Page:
Thesis Title

Islam & Democracy In The Context Of The Contemporary Islamic Political Resurgence

Date of Graduation

Fall 2002

Degree

Master of Global Studies

Department

History

Committee Chair

Mehrdad Haghayeghi

Subject Categories

International and Area Studies

Abstract

During the last quarter of a century, much has been said and written about the correlation between Islam and democracy, in both Muslim as well as non-Muslim circles. In so far as the former group is concerned, the debate has generally been amongst Islamists and certain academic quarters, whereas in the latter it has been amongst academicians, journalists, and policy analysts. While the Non-Muslim contribution to this debate has indeed played a significant role in shaping modern Islamic political philosophy, however, this thesis will focus essentially on the Islamist perceptions of democracy. Although the dominant Islamist point of view is that Islam is wholly compatible with democracy, however, there remain a significant number of Islamists who view democracy as being antithetical to Islam. The more recent literature on this issue indicates that the locus of debate is slowly shifting to the question of just how much is Islam compatible with democracy. The purpose of this thesis is to examine the debate over Islam and democracy within the framework of the contemporary global movement towards Islamic revival, and to suggest future contemplative trends in this regard.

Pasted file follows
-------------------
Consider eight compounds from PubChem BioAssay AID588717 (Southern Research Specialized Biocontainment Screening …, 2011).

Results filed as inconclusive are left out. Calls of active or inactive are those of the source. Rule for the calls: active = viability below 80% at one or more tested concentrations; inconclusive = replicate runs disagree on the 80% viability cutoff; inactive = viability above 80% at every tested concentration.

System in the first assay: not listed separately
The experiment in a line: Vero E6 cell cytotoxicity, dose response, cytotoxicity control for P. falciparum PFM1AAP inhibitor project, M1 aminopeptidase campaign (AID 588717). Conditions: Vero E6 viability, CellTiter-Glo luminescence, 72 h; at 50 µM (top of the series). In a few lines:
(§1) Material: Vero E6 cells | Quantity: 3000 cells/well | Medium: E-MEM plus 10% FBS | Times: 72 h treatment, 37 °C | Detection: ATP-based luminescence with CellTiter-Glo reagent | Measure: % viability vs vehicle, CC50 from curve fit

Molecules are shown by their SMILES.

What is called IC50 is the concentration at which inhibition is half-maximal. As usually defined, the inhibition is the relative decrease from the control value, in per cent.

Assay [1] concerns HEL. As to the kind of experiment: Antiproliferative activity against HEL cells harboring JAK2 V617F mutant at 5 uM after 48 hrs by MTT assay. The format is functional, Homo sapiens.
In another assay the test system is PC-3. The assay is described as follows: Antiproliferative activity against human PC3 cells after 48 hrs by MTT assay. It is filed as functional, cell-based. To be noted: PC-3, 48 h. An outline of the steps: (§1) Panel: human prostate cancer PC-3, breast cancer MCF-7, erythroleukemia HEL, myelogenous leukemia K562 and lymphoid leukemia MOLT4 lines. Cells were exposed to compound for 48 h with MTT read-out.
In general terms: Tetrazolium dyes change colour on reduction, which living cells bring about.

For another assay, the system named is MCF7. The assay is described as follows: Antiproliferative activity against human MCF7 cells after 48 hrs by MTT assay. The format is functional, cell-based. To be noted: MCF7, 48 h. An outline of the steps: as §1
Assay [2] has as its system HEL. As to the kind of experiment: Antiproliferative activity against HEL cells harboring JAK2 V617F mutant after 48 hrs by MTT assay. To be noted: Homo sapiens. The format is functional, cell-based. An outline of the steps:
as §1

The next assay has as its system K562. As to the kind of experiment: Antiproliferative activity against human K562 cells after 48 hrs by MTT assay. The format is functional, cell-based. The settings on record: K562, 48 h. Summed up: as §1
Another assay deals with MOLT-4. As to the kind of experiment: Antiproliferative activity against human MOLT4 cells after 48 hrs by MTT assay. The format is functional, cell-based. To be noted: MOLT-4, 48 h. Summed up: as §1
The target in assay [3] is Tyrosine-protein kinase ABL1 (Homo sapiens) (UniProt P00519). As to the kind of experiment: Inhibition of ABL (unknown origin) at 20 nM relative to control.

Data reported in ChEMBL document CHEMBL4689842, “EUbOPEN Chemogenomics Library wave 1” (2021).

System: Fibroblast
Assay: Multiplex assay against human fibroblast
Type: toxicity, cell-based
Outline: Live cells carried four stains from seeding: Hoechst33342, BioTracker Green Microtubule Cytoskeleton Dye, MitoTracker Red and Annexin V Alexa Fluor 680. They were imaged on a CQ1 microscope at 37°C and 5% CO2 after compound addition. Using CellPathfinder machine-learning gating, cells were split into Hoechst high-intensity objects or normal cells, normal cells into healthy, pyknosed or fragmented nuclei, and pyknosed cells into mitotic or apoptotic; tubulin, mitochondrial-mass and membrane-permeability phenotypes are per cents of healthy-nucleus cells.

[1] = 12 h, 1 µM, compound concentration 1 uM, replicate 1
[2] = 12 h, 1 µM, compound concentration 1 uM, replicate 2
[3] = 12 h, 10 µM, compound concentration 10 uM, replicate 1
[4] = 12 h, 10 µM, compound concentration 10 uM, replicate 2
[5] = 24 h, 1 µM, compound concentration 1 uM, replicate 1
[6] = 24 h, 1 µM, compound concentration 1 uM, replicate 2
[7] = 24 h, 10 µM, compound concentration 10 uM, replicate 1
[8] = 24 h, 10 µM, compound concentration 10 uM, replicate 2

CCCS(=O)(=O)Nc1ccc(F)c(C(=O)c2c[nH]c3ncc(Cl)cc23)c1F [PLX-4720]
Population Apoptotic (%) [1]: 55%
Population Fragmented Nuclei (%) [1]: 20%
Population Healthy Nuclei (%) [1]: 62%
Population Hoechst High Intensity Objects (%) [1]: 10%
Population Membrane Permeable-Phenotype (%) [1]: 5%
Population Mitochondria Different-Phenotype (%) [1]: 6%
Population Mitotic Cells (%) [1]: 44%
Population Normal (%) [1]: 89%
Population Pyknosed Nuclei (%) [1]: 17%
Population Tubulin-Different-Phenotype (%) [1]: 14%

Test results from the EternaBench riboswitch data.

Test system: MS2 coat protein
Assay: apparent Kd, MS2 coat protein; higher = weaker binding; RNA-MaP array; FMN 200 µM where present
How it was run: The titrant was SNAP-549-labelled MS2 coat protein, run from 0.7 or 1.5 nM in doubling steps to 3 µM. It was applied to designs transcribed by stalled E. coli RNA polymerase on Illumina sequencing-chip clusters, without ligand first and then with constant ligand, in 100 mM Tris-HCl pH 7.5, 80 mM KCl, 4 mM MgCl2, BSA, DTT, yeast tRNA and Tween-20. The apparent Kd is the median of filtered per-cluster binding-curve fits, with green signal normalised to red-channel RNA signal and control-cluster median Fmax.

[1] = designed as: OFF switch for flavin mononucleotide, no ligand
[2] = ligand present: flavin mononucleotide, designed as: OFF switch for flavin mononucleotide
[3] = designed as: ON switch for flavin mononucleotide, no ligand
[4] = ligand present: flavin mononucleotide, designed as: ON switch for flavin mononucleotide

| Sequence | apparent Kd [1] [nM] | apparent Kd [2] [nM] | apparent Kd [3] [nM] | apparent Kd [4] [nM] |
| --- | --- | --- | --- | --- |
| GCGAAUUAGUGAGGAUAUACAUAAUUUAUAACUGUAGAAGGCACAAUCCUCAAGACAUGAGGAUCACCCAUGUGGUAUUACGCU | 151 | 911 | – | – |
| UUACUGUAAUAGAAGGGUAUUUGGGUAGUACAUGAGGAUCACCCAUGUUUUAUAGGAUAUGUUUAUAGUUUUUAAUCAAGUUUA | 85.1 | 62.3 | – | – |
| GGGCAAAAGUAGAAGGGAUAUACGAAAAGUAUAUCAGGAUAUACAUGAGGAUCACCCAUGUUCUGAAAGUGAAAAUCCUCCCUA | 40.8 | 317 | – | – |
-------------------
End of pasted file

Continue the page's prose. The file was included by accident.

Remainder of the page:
Copyright

© Kamran Bokhari

Citation-only

Dissertation/Thesis

Share

COinS